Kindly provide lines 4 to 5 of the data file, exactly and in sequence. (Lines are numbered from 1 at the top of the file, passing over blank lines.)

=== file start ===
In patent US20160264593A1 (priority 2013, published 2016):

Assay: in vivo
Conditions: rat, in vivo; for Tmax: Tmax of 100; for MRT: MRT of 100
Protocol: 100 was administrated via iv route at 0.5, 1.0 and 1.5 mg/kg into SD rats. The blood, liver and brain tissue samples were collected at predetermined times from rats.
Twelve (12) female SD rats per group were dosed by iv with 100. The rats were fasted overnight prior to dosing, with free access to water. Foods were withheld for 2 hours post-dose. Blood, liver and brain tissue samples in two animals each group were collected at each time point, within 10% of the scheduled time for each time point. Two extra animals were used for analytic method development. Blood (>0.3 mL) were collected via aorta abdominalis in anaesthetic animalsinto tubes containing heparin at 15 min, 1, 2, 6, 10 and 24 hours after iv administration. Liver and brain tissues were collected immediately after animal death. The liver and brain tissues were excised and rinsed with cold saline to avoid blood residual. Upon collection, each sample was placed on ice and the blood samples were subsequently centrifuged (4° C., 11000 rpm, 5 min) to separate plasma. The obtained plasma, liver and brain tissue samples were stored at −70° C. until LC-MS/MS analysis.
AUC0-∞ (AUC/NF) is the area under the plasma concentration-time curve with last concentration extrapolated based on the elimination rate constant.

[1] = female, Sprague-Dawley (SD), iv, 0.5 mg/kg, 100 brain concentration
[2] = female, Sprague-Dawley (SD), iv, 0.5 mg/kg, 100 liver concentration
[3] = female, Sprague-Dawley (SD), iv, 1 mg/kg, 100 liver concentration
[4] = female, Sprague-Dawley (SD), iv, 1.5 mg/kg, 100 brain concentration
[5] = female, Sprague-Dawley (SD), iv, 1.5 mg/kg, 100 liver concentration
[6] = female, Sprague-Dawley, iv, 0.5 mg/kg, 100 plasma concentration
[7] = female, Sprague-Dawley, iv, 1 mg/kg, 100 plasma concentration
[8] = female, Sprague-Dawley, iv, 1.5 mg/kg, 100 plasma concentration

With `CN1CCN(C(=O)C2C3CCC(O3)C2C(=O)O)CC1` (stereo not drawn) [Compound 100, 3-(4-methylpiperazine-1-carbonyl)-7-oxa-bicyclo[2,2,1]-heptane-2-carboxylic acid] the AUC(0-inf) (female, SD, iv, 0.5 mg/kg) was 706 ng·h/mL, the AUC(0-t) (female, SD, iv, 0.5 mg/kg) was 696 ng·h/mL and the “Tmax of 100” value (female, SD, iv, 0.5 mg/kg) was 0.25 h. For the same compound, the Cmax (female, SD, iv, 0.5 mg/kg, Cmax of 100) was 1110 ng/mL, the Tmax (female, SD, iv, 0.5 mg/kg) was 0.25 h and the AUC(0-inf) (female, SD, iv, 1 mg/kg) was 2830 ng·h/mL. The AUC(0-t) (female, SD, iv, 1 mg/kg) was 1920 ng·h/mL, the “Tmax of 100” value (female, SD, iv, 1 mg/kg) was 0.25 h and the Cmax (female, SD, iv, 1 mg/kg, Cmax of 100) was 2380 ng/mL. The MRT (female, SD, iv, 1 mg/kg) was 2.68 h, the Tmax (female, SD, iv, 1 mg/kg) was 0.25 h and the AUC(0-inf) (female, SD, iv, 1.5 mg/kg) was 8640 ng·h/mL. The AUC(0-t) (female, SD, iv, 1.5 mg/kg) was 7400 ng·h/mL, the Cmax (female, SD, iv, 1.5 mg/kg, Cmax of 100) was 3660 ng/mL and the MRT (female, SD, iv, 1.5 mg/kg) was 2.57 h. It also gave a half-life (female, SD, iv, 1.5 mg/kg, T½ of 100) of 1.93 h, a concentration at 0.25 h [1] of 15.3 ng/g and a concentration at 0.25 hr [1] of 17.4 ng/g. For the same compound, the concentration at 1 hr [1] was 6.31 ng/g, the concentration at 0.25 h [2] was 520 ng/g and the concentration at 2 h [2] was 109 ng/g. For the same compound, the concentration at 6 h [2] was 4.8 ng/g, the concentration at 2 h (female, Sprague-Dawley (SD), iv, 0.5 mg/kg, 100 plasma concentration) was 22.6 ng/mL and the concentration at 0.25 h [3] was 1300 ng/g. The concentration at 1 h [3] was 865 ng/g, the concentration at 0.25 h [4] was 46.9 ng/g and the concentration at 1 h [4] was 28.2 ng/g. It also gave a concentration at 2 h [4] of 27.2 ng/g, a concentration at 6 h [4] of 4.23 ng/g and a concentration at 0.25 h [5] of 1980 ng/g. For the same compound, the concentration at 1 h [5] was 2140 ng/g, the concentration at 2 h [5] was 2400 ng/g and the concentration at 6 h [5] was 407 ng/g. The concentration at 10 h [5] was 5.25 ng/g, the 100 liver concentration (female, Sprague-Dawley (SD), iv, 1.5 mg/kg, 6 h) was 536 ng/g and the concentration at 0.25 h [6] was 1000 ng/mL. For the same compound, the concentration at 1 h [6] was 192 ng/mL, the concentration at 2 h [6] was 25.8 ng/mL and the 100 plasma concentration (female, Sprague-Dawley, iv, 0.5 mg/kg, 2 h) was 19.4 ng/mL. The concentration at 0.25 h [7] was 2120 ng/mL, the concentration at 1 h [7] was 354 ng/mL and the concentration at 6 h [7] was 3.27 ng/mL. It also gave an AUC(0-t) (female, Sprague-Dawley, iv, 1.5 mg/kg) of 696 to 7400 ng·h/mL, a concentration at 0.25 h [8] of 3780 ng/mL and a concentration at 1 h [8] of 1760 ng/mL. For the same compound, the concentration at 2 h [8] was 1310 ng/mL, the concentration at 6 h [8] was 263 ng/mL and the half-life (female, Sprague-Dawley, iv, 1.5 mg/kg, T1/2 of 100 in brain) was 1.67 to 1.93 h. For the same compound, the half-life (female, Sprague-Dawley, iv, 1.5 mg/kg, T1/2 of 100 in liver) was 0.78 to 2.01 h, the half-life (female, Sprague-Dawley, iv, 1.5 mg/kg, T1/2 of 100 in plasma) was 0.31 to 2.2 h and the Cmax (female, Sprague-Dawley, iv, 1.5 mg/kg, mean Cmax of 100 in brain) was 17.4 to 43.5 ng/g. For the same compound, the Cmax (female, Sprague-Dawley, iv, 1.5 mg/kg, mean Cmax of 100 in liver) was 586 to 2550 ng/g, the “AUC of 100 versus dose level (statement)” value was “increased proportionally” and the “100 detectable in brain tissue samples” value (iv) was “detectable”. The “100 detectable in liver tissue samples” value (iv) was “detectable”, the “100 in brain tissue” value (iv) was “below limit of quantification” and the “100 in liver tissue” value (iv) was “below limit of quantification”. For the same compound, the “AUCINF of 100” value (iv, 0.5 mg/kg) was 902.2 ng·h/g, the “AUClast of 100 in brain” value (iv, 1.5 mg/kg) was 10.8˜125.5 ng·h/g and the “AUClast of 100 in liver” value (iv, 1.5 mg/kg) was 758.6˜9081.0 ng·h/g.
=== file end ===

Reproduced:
Protocol: 100 was administrated via iv route at 0.5, 1.0 and 1.5 mg/kg into SD rats. The blood, liver and brain tissue samples were collected at predetermined times from rats.
Twelve (12) female SD rats per group were dosed by iv with 100. The rats were fasted overnight prior to dosing, with free access to water. Foods were withheld for 2 hours post-dose. Blood, liver and brain tissue samples in two animals each group were collected at each time point, within 10% of the scheduled time for each time point. Two extra animals were used for analytic method development. Blood (>0.3 mL) were collected via aorta abdominalis in anaesthetic animalsinto tubes containing heparin at 15 min, 1, 2, 6, 10 and 24 hours after iv administration. Liver and brain tissues were collected immediately after animal death. The liver and brain tissues were excised and rinsed with cold saline to avoid blood residual. Upon collection, each sample was placed on ice and the blood samples were subsequently centrifuged (4° C., 11000 rpm, 5 min) to separate plasma. The obtained plasma, liver and brain tissue samples were stored at −70° C. until LC-MS/MS analysis.